** Trigger warning. This post contains content about eating disorders.
by Jenn Chmielewski
I didn’t know what the ‘thigh gap’ was until very recently (you’re supposed to have space between your thighs?!). But I can honestly say that I have always been aware of the fact that my thighs don’t fit the standards of perfection according to the media or whatever idiot came up with this thigh gap thing. Even now, with all my feminist know-how and how-to, I have to admit that I occasionally still feel like I should be thinner or prettier. When I open a magazine or go to the movies, sometimes I can’t help but think of how much I don’t look like the woman I see. And even though, really, I think to myself, ‘now Jenn, why the heck would you ever want to look like that? Get a grip!’ it can be hard to focus on all my positively awesome qualities when I’m inundated with this false idea that my looks matter above all else. And this is exactly the sort of thinking that leads girls and women to develop extremely unhealthy eating habits and eating disorders in order to try to live up to some ridiculous ideal.,
But even though I’m so used to thinking about these issues for women, it never really occurred to me that boys might be having a similar problem. A guy friend of mine recently told me he feels so much pressure to look strong and muscular, that he counts all of his calories and works out like a madman to try to fit a wolverine, ultra muscle-man standard. I was shocked when he looked at me with somber eyes and told me he hated his body. All of a sudden it hit me: boys might look at their bodies as objects and have issues with body image too. It makes me sad that anyone, regardless of whether they’re a girl or guy, might feel that way. But apparently the intense pressures on looking ‘sexy’ can be enough to make us all crazy and body-obsessed.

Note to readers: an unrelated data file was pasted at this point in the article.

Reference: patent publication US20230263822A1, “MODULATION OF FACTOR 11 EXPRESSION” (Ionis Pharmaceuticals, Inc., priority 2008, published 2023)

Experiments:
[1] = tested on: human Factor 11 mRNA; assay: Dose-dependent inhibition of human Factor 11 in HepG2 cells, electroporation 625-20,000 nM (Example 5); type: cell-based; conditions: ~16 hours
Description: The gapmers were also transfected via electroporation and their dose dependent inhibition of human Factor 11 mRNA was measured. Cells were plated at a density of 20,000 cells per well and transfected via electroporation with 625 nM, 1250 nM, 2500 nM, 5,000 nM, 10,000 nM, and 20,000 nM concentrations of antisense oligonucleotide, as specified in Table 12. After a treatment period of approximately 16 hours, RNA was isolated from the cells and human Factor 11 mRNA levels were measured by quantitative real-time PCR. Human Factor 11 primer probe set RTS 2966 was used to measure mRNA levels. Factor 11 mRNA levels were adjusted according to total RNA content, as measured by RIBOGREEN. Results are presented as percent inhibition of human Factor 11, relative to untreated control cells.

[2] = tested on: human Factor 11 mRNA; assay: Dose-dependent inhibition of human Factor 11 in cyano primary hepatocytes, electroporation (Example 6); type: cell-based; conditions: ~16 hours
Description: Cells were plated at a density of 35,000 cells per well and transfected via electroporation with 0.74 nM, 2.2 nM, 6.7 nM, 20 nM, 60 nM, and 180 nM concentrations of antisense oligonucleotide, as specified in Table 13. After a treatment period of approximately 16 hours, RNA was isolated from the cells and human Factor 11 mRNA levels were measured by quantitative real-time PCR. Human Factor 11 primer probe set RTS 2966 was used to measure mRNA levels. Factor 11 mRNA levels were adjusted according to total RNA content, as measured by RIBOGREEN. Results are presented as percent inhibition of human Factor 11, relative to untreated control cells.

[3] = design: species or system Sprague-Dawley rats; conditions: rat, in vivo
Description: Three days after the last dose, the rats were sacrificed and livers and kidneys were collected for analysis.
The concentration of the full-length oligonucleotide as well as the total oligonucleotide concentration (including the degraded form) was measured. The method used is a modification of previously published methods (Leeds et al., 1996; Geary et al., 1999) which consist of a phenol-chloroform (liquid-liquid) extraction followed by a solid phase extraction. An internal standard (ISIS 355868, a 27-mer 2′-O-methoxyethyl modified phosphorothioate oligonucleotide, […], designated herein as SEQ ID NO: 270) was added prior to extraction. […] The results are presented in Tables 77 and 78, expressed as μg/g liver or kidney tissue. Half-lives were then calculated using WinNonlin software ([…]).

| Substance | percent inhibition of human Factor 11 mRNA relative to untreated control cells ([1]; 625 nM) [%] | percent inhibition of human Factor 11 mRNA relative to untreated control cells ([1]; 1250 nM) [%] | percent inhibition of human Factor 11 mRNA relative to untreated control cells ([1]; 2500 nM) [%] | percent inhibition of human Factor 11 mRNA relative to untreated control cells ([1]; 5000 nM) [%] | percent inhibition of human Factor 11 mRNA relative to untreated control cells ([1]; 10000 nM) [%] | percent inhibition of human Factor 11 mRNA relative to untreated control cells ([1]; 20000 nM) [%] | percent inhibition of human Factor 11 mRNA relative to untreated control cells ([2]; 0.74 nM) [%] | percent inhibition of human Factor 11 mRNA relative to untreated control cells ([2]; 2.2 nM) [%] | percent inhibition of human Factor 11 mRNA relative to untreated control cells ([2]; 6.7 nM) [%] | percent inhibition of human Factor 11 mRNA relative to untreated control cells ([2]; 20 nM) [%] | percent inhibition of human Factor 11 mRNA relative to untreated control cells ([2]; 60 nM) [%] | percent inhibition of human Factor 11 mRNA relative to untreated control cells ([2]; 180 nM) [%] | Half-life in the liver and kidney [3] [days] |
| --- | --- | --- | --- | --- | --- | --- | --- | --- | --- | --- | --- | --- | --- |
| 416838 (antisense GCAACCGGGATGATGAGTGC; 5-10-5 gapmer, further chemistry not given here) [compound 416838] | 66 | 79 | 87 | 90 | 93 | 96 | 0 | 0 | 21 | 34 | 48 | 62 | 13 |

And it turns out that researchers Amy Slater and Marika Tiggemann thought it might also be enough to make teenage girls and boys engage in unhealthy dieting and even eating disorders (if you’re curious about what eating disorders are, you can learn about them by checking out the National Eating Disorder Association’s website). In our other research blogs at SPARK, we’ve talked about how the media is linked to thinking about our bodies in terms of how we look instead of how we feel (thinking about our bodies as objects is known as self-objectification). Slater and Tiggemann believed that self-objectification might be linked to eating disorders – a huge issue among teens – in both boys and girls. To find out, 714 teenage girls and boys in Australia filled out questionnaires about self-objectification and how anxious and ashamed they felt about their bodies. They also answered questions about their eating habits and desire to be thin to see if they had any kinds of behaviors that could be related to eating disorders, like always dieting to lose weight.